Absinthe makes the heart grow fonder as it makes a comeback

Has anyone ever not heard of the dangers of drinking Absinthe?  In the 1970’s friends from the Netherlands, Portugal and Spain who had come to live in the United States bemoaned the fact they could not get Absinthe for drinking an after dinner cocktail to settle the effects of overeating or eating spicy foods.  They went so far as to take trips back to Europe and smuggle a random bottle back in their luggage just for the joy of the after dinner nip.

Absinthe is making a comeback today.  The history of Absinthe makes for entertaining reading while tasting Absinthe to settle the stomach after a rich meal.

Legend has it that Absinthe was created in the late 1700s by Dr. Pierre Ordinaire in the canton of Neuchâtel, Switzerland, as a digestive tonic and to promote appetite.  It is historically described as a distilled, highly alcoholic beverage.  An anise-flavoured spirit derived from herbs, including the flowers and leaves of the herb Artemisia absinthium, commonly referred to as “grande wormwood”, together with green anise and sweet fennel which gives it a slightly bitter taste straight out of the bottle.  Absinthe traditionally has a natural green color but can also be colorless. It is commonly referred to in historical literature as la fée verte (the Green Fairy) because it was believed to make you hallucinate. It achieved great popularity as an alcoholic drink in late 19th- and early 20th-century France, particularly among Parisian artists and writers. Owing in part to its association with bohemian culture, consumption of absinthe was opposed by social conservatives and prohibitionists. Vincent van Gogh, Oscar Wilde, Aleister Crowley, were a few of the many known drinkers of absinthe. (source:  Wikipedia)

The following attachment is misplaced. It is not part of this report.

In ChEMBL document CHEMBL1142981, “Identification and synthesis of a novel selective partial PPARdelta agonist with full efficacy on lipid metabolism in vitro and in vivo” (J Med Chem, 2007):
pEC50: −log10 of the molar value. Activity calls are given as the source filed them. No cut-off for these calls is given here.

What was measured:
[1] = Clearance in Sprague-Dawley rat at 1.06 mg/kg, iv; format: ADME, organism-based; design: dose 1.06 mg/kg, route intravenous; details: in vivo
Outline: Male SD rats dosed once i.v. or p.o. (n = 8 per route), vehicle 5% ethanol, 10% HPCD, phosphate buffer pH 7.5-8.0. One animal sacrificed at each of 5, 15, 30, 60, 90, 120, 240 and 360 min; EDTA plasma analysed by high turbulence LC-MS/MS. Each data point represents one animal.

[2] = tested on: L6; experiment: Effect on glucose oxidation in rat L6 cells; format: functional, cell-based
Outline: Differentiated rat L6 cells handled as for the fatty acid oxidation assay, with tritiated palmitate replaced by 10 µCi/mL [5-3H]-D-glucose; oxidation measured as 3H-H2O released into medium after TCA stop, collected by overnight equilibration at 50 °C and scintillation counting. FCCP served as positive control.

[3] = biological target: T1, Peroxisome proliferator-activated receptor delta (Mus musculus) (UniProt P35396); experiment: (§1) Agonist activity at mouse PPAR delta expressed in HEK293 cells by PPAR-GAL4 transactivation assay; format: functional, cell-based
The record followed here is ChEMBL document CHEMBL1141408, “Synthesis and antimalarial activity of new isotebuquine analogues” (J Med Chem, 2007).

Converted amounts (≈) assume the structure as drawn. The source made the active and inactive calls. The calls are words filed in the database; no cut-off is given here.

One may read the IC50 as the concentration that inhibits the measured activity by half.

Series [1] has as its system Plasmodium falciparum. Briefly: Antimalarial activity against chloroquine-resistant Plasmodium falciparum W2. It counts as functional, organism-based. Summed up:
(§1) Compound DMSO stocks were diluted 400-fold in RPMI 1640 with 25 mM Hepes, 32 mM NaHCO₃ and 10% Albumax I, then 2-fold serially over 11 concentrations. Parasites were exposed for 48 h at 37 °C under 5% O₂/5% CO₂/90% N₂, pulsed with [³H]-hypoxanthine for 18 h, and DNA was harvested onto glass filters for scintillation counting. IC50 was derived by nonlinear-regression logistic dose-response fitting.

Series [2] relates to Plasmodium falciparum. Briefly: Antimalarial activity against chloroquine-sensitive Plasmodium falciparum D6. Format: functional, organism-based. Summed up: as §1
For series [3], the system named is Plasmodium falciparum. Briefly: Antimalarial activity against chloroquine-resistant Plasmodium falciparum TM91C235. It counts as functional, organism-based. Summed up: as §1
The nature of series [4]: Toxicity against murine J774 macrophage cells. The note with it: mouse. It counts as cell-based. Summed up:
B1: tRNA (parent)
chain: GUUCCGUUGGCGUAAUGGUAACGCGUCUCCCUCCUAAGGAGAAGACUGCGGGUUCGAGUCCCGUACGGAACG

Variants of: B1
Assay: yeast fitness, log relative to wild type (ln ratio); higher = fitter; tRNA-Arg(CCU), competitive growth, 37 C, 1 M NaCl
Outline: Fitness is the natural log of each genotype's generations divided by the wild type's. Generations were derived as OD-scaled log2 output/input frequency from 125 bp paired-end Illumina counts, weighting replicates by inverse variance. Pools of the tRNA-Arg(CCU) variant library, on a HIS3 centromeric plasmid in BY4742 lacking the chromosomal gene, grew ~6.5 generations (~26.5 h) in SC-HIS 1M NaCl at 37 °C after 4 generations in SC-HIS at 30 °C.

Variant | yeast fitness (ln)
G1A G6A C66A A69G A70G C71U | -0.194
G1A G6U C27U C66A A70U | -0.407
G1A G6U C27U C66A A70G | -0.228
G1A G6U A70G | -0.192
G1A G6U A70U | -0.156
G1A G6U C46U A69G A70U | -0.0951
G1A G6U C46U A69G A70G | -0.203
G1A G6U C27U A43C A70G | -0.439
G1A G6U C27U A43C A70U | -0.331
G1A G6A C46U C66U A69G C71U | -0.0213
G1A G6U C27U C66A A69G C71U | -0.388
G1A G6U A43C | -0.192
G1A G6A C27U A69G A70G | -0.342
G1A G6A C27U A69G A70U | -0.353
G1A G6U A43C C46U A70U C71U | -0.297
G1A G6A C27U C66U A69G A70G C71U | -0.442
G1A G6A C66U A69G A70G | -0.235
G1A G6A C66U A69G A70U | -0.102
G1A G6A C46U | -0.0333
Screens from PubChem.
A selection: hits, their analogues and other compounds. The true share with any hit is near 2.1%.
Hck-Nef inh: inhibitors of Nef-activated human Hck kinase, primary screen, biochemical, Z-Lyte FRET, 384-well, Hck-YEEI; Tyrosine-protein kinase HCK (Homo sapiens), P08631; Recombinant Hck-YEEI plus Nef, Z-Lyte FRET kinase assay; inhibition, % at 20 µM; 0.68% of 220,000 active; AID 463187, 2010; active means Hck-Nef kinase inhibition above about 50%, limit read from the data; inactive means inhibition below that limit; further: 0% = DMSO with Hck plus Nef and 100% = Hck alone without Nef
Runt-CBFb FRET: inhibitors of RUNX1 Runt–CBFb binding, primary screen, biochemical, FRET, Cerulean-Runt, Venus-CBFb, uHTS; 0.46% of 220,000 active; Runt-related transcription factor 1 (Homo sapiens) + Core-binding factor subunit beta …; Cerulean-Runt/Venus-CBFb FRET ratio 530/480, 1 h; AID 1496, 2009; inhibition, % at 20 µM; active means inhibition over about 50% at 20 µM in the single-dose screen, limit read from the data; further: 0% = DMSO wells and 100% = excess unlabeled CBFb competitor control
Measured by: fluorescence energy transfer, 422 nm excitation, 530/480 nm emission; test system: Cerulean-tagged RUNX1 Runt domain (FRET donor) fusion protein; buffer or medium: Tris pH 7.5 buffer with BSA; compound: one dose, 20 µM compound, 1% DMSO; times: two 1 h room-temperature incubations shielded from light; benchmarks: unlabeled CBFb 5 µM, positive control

Although it is sometimes mistakenly called a liqueur, absinthe is not bottled with added sugar and is therefore classified as a spirit. Absinthe is unusual among spirits in that it is bottled at a very high proof but is normally diluted with water when consumed. Absinthe can be considered bitter to the taste buds and by diluting it with very cold water, smoothes the taste.

Absinthe has been portrayed as a dangerously addictive psychoactive drug.   The chemical thujone, present in small quantities, was blamed for its alleged harmful effects.  Wormwood was considered to be the source of the effect, while in fact it is a poison and should not be consumed in an attempt to emulate the effects of Absinthe.